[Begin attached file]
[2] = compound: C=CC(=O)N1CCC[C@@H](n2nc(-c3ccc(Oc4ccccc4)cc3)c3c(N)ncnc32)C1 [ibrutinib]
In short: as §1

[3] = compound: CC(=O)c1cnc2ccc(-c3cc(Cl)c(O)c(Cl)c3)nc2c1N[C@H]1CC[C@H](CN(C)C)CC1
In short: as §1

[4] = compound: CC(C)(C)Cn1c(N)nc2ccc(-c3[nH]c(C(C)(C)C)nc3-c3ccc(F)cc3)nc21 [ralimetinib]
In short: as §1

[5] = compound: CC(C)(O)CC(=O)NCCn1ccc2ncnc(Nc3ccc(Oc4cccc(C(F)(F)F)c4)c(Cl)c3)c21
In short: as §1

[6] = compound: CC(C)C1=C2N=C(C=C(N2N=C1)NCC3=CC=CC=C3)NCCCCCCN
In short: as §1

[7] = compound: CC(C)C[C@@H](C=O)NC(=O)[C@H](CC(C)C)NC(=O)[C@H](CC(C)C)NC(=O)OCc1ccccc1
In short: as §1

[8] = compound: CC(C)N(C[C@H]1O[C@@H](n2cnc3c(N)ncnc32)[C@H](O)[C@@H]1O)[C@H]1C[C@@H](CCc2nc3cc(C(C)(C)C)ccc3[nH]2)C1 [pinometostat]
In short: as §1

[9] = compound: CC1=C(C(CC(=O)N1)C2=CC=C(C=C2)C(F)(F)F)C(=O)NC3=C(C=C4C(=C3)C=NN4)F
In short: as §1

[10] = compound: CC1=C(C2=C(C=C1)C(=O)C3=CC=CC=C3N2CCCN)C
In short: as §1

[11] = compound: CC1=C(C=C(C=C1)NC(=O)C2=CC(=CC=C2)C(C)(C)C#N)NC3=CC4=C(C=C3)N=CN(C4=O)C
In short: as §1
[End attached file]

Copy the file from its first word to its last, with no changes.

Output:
[2] = compound: C=CC(=O)N1CCC[C@@H](n2nc(-c3ccc(Oc4ccccc4)cc3)c3c(N)ncnc32)C1 [ibrutinib]
In short: as §1

[3] = compound: CC(=O)c1cnc2ccc(-c3cc(Cl)c(O)c(Cl)c3)nc2c1N[C@H]1CC[C@H](CN(C)C)CC1
In short: as §1

[4] = compound: CC(C)(C)Cn1c(N)nc2ccc(-c3[nH]c(C(C)(C)C)nc3-c3ccc(F)cc3)nc21 [ralimetinib]
In short: as §1

[5] = compound: CC(C)(O)CC(=O)NCCn1ccc2ncnc(Nc3ccc(Oc4cccc(C(F)(F)F)c4)c(Cl)c3)c21
In short: as §1

[6] = compound: CC(C)C1=C2N=C(C=C(N2N=C1)NCC3=CC=CC=C3)NCCCCCCN
In short: as §1

[7] = compound: CC(C)C[C@@H](C=O)NC(=O)[C@H](CC(C)C)NC(=O)[C@H](CC(C)C)NC(=O)OCc1ccccc1
In short: as §1

[8] = compound: CC(C)N(C[C@H]1O[C@@H](n2cnc3c(N)ncnc32)[C@H](O)[C@@H]1O)[C@H]1C[C@@H](CCc2nc3cc(C(C)(C)C)ccc3[nH]2)C1 [pinometostat]
In short: as §1

[9] = compound: CC1=C(C(CC(=O)N1)C2=CC=C(C=C2)C(F)(F)F)C(=O)NC3=C(C=C4C(=C3)C=NN4)F
In short: as §1

[10] = compound: CC1=C(C2=C(C=C1)C(=O)C3=CC=CC=C3N2CCCN)C
In short: as §1

[11] = compound: CC1=C(C=C(C=C1)NC(=O)C2=CC(=CC=C2)C(C)(C)C#N)NC3=CC4=C(C=C3)N=CN(C4=O)C
In short: as §1